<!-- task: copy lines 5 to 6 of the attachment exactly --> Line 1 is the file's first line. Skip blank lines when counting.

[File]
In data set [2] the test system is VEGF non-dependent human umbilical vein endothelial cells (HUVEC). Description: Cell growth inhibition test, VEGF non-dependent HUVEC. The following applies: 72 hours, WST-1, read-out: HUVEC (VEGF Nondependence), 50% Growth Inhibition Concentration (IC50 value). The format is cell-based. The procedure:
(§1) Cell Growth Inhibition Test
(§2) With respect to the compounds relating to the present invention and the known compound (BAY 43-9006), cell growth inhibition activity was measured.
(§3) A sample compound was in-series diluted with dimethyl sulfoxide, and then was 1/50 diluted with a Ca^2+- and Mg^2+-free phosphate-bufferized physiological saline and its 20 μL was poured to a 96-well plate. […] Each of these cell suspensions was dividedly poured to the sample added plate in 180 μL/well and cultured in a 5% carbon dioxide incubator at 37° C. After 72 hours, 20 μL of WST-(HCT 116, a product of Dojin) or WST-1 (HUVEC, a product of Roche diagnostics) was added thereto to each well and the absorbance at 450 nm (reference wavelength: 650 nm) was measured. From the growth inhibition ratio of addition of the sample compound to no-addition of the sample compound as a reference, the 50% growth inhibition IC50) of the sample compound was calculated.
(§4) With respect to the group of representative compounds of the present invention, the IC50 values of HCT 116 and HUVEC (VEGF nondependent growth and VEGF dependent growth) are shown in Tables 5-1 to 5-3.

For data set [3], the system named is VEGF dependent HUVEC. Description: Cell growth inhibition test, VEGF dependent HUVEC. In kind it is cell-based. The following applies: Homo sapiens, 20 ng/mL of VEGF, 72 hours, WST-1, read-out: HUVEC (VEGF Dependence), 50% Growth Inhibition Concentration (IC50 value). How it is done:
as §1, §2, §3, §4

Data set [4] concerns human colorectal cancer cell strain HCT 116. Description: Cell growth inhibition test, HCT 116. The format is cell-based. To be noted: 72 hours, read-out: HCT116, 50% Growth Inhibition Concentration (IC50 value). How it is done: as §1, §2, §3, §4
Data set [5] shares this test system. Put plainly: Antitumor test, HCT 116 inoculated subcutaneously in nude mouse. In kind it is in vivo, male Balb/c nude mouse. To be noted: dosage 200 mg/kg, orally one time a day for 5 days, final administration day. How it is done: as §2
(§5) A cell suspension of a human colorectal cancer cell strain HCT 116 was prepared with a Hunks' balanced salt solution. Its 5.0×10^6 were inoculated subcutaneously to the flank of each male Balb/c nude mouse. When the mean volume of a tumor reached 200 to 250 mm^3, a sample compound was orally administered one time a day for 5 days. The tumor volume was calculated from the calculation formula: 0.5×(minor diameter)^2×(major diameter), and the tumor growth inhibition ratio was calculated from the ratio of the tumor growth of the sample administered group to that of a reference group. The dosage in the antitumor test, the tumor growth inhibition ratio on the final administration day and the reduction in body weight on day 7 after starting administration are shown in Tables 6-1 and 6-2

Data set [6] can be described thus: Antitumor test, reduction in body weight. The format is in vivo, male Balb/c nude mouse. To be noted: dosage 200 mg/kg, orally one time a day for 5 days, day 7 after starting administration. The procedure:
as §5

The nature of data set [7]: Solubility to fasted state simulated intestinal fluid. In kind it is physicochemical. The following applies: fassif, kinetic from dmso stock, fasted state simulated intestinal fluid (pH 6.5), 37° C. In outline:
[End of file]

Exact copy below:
(§4) With respect to the group of representative compounds of the present invention, the IC50 values of HCT 116 and HUVEC (VEGF nondependent growth and VEGF dependent growth) are shown in Tables 5-1 to 5-3.

For data set [3], the system named is VEGF dependent HUVEC. Description: Cell growth inhibition test, VEGF dependent HUVEC. In kind it is cell-based. The following applies: Homo sapiens, 20 ng/mL of VEGF, 72 hours, WST-1, read-out: HUVEC (VEGF Dependence), 50% Growth Inhibition Concentration (IC50 value). How it is done: